U.S. CitiesCity-Data Forum Index
Go Back   City-Data Forum > General Forums > Economics > Personal Finance
 [Register]
Please register to participate in our discussions with 2 million other members - it's free and quick! Some forums can only be seen by registered members. After you create your account, you'll be able to customize options and access all our 15,000 new posts/day with fewer ads.
View detailed profile (Advanced) or search
site with Google Custom Search

Search Forums  (Advanced)
Reply Start New Thread
 
Old 01-04-2015, 02:58 PM
 
Location: Atlanta
3,190 posts, read 3,180,529 times
Reputation: 2015

Advertisements

What I mean is, let's say:

You're 58 years old and get a 30 year mortgage as opposed to say a 10 year one although you don't expect to live long enough to pay it off. But your goal is to have more money freed up to travel to see grandkids, explore hobbies during retirement while you're still healthy enough to get out the house and drive on your own, just enjoy life....

In your opinion, is it morally wrong to do this for any reason?

If you think there's nothing wrong with doing the above, then I have a second question for you:

Which choice below is a better move in the hypothetical situation of a person grossing $100k a year (single, no kids, 40 years old, 100K total in retirement funds, with their most important current financial goal being to play the retirement 'catch up' game):

(1) Buying a $300,000 house for a monthly mortgage of $1,500 (term: 30 years)

(2) Buying a $150,000 house with a monthly mortgage of $1,500 (term: 10 years)
Reply With Quote Quick reply to this message

 
Old 01-04-2015, 03:03 PM
 
Location: southwestern PA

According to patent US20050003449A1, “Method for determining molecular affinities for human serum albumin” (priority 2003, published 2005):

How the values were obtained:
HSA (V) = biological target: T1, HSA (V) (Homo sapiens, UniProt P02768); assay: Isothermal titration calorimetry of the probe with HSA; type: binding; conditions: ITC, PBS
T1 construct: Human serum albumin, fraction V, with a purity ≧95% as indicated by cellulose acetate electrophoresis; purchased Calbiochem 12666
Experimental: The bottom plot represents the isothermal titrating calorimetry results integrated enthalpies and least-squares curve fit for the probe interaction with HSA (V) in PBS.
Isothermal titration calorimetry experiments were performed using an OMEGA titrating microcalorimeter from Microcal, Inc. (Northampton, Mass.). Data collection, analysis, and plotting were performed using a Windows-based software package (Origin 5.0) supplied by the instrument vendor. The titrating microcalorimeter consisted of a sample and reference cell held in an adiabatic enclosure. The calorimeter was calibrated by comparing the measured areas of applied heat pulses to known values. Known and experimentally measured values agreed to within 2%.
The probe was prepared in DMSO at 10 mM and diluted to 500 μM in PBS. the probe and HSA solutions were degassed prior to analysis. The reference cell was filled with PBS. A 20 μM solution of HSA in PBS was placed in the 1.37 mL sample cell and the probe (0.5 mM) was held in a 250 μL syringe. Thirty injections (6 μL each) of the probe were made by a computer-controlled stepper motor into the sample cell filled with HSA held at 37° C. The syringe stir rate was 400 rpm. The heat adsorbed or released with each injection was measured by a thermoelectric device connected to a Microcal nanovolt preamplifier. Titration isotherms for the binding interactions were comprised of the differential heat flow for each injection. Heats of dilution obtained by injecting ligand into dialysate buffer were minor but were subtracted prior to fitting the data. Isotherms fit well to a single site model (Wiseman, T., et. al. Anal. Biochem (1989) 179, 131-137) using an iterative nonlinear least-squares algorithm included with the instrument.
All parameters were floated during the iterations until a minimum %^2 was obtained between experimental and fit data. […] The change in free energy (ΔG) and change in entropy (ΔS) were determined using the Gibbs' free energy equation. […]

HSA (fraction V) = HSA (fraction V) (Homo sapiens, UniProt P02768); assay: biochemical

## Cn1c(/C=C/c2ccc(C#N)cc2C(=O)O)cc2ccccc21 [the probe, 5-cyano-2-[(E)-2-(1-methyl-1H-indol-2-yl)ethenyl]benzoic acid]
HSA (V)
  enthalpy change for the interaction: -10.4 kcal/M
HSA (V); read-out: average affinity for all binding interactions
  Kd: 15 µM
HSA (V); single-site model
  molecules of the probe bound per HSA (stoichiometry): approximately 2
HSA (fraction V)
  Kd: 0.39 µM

20,419 posts, read 37,470,794 times
Reputation: 39034
Quote:
Originally Posted by southkakkatlantan View Post
What I mean is, let's say, either:

You're 58 years old and get a 30 year mortgage as opposed to say a 10 year one although you don't expect to live long enough to pay it off. But your goal is to have more money freed up to travel to see grandkids, explore hobbies during retirement while you're still healthy enough to get out the house and drive on your own, just enjoy life....
If my goal at age 58 is to travel and get out of the house (as you say above), I would not buy a house.
Reply With Quote Quick reply to this message
 
Old 01-04-2015, 03:05 PM
 
Location: Atlanta
3,190 posts, read 3,180,529 times
Reputation: 2015
Quote:
Originally Posted by Pitt Chick View Post
If my goal at age 58 is to travel and get out of the house (as you say above), I would not buy a house.
Why not?
Reply With Quote Quick reply to this message
 
Old 01-04-2015, 03:07 PM
 
Location: southwestern PA
20,419 posts, read 37,470,794 times
Reputation: 39034
Do you own a house?
I do.

Upkeep, taxes, maintenance, etc... all good when you are around to take care of things.
Not good when the plan is to travel and "get out of the house"!
Reply With Quote Quick reply to this message
 
Old 01-04-2015, 03:16 PM
 
1,511 posts, read 1,419,517 times
Reputation: 10980
A mortgage is a loan secured by an asset--the house. If the mortgagee dies before the loan is paid off, the bank recovers the outstanding balance from the estate, which includes the value of the house. The heirs might be able to negotiate with the bank to pay off the mortgage, take over the payments, or refinance the mortgage and keep the house if that is what they want to do, but the house will most likely be sold with the proceeds going to pay off the remainder of the mortgage and whatever is left going to the heirs. Some people have mortgage insurance, which will pay off the mortgage in the event the mortgagee dies before it is paid off. There is nothing immoral about taking out a mortgage with a term longer than one's life expectancy because the mortgage is secured by the asset on which it is loaned. The loan doesn't just disappear with the death of the mortgagee. The asset still exists and will be sold or refinanced to satisfy the mortgage.